Need help which way to lay laminite wood planks
lbabylee
March 4, 2013
We have picked out a laminate wood plank flooring! When you come in the front door you see an open floor plan that looks out into the living area with bedroom to the left and dining and kitchen to the right. Hall is off living area. I am in a dilemma on which way to lay the floor. I think that laying horizontal would look much better coming in the door looking over the living area. If I do that, then the kitchen and the hall will actually have to be laid vertical in my mind. Will that look ok? Or I could go vertical from bedroom to living room into kitchen. Then that is going to give my living area and hall the vertical affect. I need suggestions badly. Really confused at this point.
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charleee
Usually the floor is laid in the direction that you would walk in the door [houzz=
]
    Bookmark   March 4, 2013 at 2:56AM
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lbabylee
Thank you! That's what I was thinking... so the kitchen and hall would be laid the same way as living area? right?
    Bookmark   March 4, 2013 at 11:10AM
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PRO
Interiors International, Inc.
I would look at the option of installing it at a diagonal. That way it might be interesting in every room.
    Bookmark   March 4, 2013 at 11:17AM
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PRO
Marie Hebson's interiorsBYDESIGN Inc.
WRONG- You don't lay your floors the way you want to walk - in the door - good grief.
You MUST maximize stability and minimize on warping.
This means you must install on the 90 degree to your floor joists.

So, go into your basement, and if your floor joists are running front to back of your house - which they normally are - then your laminate must run side to side at a 90 degree angle to your floor joists...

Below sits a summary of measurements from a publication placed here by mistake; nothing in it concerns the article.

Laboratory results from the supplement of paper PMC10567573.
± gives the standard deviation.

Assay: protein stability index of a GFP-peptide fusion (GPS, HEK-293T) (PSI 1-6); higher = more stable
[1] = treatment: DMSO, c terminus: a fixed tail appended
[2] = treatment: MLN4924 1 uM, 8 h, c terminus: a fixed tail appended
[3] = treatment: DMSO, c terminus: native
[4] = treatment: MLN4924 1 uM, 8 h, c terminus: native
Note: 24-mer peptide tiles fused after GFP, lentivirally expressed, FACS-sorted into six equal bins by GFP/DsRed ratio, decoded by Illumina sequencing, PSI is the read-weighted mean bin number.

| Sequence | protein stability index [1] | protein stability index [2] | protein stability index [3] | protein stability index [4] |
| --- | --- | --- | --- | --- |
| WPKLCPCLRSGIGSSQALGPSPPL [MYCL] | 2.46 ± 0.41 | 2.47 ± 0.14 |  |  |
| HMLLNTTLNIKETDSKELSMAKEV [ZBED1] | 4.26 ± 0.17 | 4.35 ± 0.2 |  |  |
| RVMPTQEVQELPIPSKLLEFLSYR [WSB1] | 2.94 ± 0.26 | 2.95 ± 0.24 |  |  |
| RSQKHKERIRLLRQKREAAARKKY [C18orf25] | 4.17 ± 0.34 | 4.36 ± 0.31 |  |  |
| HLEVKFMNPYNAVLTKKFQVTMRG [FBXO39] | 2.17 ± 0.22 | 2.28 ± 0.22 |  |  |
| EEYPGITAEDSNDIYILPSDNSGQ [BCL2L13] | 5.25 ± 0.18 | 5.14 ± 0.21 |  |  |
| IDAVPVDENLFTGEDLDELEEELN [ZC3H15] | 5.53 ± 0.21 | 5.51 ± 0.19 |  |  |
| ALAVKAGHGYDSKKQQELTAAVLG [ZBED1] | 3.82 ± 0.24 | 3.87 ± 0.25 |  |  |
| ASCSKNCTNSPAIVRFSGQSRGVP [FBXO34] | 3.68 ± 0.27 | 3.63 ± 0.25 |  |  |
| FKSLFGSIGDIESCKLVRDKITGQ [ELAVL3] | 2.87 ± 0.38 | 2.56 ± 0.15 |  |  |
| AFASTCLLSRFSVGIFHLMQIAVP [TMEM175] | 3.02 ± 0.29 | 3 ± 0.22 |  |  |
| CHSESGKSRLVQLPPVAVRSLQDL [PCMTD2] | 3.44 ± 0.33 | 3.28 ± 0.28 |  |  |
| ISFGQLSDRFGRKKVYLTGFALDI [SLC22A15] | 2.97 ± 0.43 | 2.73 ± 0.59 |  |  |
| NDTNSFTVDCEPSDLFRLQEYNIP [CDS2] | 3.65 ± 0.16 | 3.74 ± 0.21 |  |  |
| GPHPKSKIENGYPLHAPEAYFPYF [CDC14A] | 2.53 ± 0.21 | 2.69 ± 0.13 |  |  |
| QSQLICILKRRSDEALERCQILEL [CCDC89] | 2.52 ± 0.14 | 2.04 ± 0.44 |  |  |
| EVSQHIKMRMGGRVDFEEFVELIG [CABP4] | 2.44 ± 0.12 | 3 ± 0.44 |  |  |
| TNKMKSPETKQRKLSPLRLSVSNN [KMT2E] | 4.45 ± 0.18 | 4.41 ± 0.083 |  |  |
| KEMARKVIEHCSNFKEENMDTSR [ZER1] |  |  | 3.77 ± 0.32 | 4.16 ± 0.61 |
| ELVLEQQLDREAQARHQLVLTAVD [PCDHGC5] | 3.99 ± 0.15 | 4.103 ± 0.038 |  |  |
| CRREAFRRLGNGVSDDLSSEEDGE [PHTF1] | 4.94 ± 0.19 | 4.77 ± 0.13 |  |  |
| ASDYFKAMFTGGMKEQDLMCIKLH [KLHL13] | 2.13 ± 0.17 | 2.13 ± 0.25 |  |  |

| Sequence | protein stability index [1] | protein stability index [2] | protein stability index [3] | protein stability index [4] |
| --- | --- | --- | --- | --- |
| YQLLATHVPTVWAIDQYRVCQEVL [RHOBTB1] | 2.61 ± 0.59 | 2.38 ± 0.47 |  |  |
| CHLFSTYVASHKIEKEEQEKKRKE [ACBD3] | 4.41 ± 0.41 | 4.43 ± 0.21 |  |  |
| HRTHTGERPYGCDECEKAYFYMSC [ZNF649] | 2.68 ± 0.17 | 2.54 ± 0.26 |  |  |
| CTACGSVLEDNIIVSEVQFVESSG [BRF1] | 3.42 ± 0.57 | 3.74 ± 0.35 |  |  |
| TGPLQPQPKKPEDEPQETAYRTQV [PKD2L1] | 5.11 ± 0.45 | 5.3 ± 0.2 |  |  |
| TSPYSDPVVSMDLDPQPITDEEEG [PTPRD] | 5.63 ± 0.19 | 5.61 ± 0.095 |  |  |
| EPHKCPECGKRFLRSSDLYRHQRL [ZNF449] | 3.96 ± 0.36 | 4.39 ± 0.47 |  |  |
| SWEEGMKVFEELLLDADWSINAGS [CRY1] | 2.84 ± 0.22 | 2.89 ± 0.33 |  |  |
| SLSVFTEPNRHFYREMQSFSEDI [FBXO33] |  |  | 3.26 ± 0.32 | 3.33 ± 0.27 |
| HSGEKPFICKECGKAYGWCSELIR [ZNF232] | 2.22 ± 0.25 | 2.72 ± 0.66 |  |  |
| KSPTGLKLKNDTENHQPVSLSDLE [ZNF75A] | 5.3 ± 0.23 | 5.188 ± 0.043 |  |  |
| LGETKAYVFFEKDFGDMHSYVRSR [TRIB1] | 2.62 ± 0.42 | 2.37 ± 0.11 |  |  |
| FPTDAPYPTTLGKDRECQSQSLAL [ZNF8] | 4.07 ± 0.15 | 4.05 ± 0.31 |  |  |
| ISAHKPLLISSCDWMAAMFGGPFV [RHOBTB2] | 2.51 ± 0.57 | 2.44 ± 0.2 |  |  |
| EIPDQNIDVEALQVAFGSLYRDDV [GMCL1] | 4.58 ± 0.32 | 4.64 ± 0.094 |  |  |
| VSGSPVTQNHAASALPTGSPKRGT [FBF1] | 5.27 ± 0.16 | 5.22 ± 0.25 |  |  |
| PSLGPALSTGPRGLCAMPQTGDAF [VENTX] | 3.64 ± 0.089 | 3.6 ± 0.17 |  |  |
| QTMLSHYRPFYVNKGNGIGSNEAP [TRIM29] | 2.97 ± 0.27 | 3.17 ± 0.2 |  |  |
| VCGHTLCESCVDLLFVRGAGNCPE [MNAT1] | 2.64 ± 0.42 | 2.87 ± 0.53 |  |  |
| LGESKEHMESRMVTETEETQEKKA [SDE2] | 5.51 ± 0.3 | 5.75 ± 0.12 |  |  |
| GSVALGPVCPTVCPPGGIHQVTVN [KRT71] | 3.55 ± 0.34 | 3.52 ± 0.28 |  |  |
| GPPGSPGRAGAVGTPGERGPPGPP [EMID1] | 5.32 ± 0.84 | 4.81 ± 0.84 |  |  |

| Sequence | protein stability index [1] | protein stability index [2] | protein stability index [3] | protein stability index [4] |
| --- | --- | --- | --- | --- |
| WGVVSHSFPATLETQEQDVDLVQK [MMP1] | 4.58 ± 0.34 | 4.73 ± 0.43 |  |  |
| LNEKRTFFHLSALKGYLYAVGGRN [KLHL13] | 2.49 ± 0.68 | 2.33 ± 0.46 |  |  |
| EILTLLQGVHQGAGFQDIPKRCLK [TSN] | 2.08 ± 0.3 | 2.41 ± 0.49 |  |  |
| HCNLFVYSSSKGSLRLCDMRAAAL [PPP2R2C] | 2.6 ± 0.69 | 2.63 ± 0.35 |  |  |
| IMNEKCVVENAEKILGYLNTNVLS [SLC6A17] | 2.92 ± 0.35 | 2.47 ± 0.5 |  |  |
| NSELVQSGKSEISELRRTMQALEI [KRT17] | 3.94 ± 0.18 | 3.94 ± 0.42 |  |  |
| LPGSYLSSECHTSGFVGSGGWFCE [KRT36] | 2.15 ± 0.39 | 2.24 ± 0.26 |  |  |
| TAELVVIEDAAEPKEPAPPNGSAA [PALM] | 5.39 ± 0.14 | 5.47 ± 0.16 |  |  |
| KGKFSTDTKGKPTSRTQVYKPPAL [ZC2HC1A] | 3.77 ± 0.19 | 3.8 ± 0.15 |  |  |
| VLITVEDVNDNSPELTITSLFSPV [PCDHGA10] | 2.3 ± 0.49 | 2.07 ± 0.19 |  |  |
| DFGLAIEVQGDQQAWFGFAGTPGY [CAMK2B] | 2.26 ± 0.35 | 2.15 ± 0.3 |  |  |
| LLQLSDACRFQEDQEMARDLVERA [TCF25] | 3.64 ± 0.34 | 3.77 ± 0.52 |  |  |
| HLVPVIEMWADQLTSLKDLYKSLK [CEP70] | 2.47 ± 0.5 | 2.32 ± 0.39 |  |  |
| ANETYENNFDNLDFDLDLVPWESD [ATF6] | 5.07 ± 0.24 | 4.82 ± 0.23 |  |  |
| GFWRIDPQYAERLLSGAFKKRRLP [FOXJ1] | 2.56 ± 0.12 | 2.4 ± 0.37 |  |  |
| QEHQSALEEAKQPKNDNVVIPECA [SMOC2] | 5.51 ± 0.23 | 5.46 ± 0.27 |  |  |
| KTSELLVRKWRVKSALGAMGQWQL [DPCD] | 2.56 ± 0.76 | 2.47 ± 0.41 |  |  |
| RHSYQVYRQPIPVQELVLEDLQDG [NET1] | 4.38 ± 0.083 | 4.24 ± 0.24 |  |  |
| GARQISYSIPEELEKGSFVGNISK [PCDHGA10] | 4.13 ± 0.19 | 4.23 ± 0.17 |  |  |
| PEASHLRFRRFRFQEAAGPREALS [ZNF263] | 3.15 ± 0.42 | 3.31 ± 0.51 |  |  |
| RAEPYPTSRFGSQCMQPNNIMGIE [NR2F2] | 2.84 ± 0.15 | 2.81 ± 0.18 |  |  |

If you want to go against this rule, then you have to glue and screw another sub-floor to your existing sub floor to increase stability (eg: angled install, or herringbone whatever).

CHECK THE MANUFACTURER'S WARRANTY AND INSTALLATION INSTRUCTIONS as to what they recommend for this - I've seen too many incorrect flooring installations, and trust me, you don't want to have to deal with boards popping up or warping because you didn't do your due diligence in preparation and sub-floor recommendations.
3 Likes    Bookmark   March 4, 2013 at 11:25AM
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lbabylee
Thank you for your advise. I will bring this up to the contractor....
    Bookmark   March 4, 2013 at 11:28AM
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PRO
Interiors International, Inc.
@Marie Hebson's interiorsBYDESIGN Inc., Sorry to tell you that your wrong but you can run the floor at a diagonal with out the problems or new sub floor that you mentioned. The words "must and always" are things I try to avoid. There is usually an exception to the rule or the possibility that you may be mistaken. Please take this comment in the way it is intended not a slam just constructive advise. I've been bashed on this site one too many times for this mistake. Look forward to your new posts. :-)
1 Like    Bookmark   March 4, 2013 at 12:52PM
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PRO
Marie Hebson's interiorsBYDESIGN Inc.
III - I disagree with your comments, mainly because when you are dealing with installing anything in your home, I "always" follow the manufacturers instructions and "must" pass along my findings to my clients. Good luck with your business though...
    Bookmark   September 1, 2014 at 7:53AM
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pickyvicky
The contractor should know, or should know enough to check specifications before the install. Things can get very expensive if not done right and who wants that grief?
    Bookmark   September 1, 2014 at 8:18AM
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PRO
Marie Hebson's interiorsBYDESIGN Inc.
LOL - you said it pickyvicky, the contractor "should" know, but it is up to you the homeowner and myself as the interior designer to advise them of any out of the ordinary installations. It's called accountability and due diligence...I've had some contractors thank me extensively because I've read over the installation instructions - sometimes the manufacturers change the installation guidelines to accommodate an upgrade or change of product - better safe than sorry I always say.
1 Like    Bookmark   September 1, 2014 at 8:37AM
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